The CBA evaluated four out of six of the key program components that directly benefit coffee producers. The analysis found the RVCP to have a positive financial and economic net present value over the 20-year period, and that the farmers involved will benefit substantially: all non-organic farms are projected to return an incremental NPV of Q107 million ($14 million) over the 20-year horizon.  Organic farms show an incremental NPV of Q14 million ($1.8 million).

Project Documents:


Economic Analysis of Feed the Future Investments in Nigeria: Maximizing Agricultural Revenue and Key Enterprise in Targeted Sites — MARKETS II

MARKETS II is USAID/Nigeria’s flagship project under their Feed the Future (FTF) Agricultural Transformation Program (ATP). For the five years following its creation in April 2012, MARKETS II aimed to sustainably improve the performance, incomes, nutrition, and food security of Nigerian poor rural farmers or smallholders in an environmentally appropriate manner through proven private sector demand-driven market interventions. The project aimed to help smallholder farmers access better inputs, adequate finance, better water management, appropriate technology, extension services, and improved nutritional uses of grown or purchased basic foods.

MARKETS II plans to invest $60.5 million in activities to benefit roughly 700,000 smallholder farms engaging in aquaculture, cassava, cocoa, maize, rice, sorghum, and soybean production. The CBA showed that farmers in all value chains benefit from USAID’s investment. In terms of the economic impact of the project, the results suggest that USAID’s investment in the Nigerian agricultural sector is adding over $613 million in present value to the economy over 10 years from surplus at the farm level.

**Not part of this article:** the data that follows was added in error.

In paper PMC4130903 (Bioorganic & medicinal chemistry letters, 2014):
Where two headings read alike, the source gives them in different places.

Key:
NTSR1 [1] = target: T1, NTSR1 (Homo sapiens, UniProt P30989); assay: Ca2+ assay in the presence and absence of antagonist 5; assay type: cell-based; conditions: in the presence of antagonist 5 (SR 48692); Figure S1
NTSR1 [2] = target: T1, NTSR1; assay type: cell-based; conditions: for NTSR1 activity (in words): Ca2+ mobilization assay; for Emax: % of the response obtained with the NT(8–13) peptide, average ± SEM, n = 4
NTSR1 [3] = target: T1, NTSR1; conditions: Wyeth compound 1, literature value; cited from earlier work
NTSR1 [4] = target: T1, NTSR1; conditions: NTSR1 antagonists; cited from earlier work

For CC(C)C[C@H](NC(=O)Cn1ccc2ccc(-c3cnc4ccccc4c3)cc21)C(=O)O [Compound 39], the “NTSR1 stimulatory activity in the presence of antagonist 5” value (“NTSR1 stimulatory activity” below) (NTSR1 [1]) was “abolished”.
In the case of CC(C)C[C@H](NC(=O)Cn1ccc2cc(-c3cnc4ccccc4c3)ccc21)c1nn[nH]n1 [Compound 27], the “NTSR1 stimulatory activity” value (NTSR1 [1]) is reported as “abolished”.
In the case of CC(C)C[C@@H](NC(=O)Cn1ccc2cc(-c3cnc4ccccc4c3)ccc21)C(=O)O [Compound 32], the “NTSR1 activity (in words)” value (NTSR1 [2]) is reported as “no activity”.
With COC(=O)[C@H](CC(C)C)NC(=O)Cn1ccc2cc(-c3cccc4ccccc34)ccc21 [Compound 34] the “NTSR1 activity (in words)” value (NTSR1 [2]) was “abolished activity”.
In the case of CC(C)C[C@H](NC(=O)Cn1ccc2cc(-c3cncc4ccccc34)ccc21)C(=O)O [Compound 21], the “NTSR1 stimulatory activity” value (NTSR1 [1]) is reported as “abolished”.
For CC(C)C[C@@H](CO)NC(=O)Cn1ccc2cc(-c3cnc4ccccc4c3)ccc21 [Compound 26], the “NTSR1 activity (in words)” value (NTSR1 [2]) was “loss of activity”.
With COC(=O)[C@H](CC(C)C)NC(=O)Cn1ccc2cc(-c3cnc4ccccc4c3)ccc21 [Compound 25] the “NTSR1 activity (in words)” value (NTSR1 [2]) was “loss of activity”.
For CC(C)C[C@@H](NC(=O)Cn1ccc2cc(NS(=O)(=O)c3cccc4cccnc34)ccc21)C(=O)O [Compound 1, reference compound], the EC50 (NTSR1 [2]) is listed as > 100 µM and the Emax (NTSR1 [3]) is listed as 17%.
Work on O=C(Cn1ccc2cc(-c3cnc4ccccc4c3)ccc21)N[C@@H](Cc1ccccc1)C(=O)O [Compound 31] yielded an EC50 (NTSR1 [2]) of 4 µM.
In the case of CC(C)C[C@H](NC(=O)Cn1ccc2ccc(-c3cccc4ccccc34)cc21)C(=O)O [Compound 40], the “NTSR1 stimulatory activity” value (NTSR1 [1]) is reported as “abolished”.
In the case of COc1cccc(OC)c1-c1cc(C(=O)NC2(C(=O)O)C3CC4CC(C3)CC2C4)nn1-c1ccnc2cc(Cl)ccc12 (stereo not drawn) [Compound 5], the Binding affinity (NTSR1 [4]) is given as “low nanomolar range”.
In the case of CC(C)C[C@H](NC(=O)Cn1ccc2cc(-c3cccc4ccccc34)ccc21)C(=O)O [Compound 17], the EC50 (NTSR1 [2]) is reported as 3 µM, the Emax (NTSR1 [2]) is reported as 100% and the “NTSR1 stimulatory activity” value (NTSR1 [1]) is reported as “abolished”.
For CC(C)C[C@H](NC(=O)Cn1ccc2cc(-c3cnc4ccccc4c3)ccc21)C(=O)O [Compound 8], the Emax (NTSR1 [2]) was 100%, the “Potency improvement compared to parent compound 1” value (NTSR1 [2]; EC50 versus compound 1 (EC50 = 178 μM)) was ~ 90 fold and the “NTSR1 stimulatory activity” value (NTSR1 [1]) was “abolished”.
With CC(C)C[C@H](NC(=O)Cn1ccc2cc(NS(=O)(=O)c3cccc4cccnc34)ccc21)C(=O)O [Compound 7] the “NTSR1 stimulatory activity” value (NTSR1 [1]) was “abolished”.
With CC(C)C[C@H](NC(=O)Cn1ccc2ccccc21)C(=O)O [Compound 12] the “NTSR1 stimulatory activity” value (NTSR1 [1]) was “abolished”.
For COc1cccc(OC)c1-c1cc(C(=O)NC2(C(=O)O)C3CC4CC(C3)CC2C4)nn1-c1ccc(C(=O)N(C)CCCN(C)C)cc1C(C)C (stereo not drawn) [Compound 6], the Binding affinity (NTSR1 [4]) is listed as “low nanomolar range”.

Project Documents:

East Africa: Cost-Benefit Analysis of Off-Grid Solar Investments

Economists from USAID’s Office of Economic Policy conducted a cost-benefit analysis (CBA) of four off-grid solar energy investments, representing $8.4 million in development assistance through USAID’s Development Innovation Ventures (DIV). The objective of the analysis was to determine the value for money of USAID’s investment by measuring the financial and economic cost of producing and distributing these products, as well as the impact on households.

Cost-Effectiveness Analysis

Cost-effectiveness analysis (CEA) is an economic tool used to compare alternative interventions to determine which intervention can achieve a desired result at the lowest cost.  Similar to CBAs, CEAs provide decision makers with rigorous analysis necessary to make informed decisions about budgets and priorities.  CEAs are used to model sectors of the economy in which the benefits from desired outcome are not easily quantified, such as for improved public health and education outcomes.  At USAID, CEA is conducted most often in cooperation with the Bureau for Global Health, but may be applied to any sector.